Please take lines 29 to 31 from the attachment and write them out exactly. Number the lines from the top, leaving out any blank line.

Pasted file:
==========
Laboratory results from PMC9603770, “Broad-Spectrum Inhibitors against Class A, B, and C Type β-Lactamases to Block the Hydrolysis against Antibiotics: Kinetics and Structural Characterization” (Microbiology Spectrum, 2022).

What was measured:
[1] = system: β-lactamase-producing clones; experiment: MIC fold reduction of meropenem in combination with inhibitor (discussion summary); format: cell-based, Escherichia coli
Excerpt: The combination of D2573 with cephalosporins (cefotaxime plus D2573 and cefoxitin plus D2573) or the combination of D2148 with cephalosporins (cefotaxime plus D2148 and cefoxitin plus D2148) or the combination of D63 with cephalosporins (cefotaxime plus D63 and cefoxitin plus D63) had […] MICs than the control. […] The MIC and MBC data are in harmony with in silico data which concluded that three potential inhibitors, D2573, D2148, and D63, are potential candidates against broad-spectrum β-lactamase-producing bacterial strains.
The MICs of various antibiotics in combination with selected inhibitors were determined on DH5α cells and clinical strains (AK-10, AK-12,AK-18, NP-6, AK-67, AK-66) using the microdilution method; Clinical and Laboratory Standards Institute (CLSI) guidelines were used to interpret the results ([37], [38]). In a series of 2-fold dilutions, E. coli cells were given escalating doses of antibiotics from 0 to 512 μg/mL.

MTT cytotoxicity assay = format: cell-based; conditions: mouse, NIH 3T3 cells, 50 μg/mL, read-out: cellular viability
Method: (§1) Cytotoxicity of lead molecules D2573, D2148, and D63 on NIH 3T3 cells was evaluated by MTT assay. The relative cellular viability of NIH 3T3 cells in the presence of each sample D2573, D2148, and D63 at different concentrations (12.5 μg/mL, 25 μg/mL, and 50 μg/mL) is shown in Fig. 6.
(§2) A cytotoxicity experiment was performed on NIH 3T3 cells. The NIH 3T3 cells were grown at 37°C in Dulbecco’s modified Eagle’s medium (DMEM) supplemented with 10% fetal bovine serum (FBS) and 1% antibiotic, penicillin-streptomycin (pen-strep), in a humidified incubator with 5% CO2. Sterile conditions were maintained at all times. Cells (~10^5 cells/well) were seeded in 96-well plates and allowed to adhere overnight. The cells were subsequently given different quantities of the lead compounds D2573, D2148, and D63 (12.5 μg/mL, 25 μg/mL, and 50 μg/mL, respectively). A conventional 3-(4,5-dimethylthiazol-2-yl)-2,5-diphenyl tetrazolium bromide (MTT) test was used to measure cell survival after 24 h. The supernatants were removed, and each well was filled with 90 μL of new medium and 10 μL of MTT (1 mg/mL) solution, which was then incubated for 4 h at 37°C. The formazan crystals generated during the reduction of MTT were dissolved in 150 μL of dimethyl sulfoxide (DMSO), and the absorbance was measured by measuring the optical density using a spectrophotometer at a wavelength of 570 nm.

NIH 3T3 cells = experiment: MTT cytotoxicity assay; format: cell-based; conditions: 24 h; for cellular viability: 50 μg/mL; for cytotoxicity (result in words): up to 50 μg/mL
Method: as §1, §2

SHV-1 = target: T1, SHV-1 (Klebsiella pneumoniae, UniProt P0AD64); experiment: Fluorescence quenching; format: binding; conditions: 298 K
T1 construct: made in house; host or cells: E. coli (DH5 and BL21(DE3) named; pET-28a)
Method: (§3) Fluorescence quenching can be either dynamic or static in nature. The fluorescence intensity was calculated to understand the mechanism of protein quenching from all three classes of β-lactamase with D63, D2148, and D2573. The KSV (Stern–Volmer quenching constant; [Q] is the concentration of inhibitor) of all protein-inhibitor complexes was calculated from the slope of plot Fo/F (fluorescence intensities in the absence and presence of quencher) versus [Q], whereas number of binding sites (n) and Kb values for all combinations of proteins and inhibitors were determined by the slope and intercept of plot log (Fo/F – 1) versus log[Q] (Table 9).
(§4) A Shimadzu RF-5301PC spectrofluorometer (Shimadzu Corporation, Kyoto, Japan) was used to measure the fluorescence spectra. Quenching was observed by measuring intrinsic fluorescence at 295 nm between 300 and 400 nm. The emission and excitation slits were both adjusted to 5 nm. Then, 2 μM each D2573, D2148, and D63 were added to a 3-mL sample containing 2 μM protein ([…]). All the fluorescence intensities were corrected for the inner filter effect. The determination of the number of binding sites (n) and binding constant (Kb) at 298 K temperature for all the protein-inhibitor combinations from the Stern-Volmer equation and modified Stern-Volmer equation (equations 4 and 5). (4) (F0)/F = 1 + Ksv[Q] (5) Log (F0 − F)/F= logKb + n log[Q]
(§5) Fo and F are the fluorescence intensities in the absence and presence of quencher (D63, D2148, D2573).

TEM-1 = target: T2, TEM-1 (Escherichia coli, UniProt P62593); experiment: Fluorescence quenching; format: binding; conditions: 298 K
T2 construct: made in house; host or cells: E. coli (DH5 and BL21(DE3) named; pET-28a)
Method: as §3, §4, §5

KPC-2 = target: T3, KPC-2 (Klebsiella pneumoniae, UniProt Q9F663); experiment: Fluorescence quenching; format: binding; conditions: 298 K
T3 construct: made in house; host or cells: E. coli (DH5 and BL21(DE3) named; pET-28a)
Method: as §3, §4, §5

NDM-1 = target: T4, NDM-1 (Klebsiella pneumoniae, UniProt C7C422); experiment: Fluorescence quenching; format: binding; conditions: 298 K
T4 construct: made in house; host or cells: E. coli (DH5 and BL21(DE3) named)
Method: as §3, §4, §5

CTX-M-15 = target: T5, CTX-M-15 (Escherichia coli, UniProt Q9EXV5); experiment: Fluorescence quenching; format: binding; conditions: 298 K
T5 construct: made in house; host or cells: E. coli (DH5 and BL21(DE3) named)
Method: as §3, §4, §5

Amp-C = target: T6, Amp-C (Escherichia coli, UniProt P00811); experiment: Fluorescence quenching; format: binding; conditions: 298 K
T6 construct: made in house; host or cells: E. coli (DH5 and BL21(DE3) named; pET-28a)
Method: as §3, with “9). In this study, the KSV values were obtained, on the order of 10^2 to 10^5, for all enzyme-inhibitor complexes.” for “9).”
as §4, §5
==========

T6 construct: made in house; host or cells: E. coli (DH5 and BL21(DE3) named; pET-28a)
Method: as §3, with “9). In this study, the KSV values were obtained, on the order of 10^2 to 10^5, for all enzyme-inhibitor complexes.” for “9).”
as §4, §5